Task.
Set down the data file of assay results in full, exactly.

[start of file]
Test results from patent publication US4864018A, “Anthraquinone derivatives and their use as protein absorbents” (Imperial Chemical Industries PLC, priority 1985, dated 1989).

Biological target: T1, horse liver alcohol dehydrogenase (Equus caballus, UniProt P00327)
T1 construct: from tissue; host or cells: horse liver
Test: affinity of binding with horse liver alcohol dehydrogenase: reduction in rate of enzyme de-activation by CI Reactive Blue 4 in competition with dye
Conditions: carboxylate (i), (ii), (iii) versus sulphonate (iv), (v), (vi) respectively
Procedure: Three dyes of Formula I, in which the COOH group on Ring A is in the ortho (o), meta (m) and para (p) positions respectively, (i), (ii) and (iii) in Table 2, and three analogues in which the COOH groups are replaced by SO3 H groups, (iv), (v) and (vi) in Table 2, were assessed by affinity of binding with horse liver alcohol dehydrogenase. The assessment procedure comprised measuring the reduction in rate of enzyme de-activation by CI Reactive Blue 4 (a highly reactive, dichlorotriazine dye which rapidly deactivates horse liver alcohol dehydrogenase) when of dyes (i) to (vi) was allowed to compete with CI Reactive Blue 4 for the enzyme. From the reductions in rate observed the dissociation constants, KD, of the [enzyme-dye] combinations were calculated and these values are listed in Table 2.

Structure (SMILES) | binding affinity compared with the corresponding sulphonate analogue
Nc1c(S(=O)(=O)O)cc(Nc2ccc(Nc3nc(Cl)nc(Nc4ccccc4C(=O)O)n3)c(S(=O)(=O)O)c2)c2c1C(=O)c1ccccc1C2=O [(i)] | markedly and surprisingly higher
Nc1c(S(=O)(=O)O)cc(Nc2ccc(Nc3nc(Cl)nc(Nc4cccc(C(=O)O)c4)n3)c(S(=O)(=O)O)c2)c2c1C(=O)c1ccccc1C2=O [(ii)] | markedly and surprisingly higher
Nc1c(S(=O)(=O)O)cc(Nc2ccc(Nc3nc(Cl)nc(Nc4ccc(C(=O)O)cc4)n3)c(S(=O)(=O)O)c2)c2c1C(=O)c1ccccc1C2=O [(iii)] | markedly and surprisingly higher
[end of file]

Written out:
Test results from patent publication US4864018A, “Anthraquinone derivatives and their use as protein absorbents” (Imperial Chemical Industries PLC, priority 1985, dated 1989).

Biological target: T1, horse liver alcohol dehydrogenase (Equus caballus, UniProt P00327)
T1 construct: from tissue; host or cells: horse liver
Test: affinity of binding with horse liver alcohol dehydrogenase: reduction in rate of enzyme de-activation by CI Reactive Blue 4 in competition with dye
Conditions: carboxylate (i), (ii), (iii) versus sulphonate (iv), (v), (vi) respectively
Procedure: Three dyes of Formula I, in which the COOH group on Ring A is in the ortho (o), meta (m) and para (p) positions respectively, (i), (ii) and (iii) in Table 2, and three analogues in which the COOH groups are replaced by SO3 H groups, (iv), (v) and (vi) in Table 2, were assessed by affinity of binding with horse liver alcohol dehydrogenase. The assessment procedure comprised measuring the reduction in rate of enzyme de-activation by CI Reactive Blue 4 (a highly reactive, dichlorotriazine dye which rapidly deactivates horse liver alcohol dehydrogenase) when of dyes (i) to (vi) was allowed to compete with CI Reactive Blue 4 for the enzyme. From the reductions in rate observed the dissociation constants, KD, of the [enzyme-dye] combinations were calculated and these values are listed in Table 2.

Structure (SMILES) | binding affinity compared with the corresponding sulphonate analogue
Nc1c(S(=O)(=O)O)cc(Nc2ccc(Nc3nc(Cl)nc(Nc4ccccc4C(=O)O)n3)c(S(=O)(=O)O)c2)c2c1C(=O)c1ccccc1C2=O [(i)] | markedly and surprisingly higher
Nc1c(S(=O)(=O)O)cc(Nc2ccc(Nc3nc(Cl)nc(Nc4cccc(C(=O)O)c4)n3)c(S(=O)(=O)O)c2)c2c1C(=O)c1ccccc1C2=O [(ii)] | markedly and surprisingly higher
Nc1c(S(=O)(=O)O)cc(Nc2ccc(Nc3nc(Cl)nc(Nc4ccc(C(=O)O)cc4)n3)c(S(=O)(=O)O)c2)c2c1C(=O)c1ccccc1C2=O [(iii)] | markedly and surprisingly higher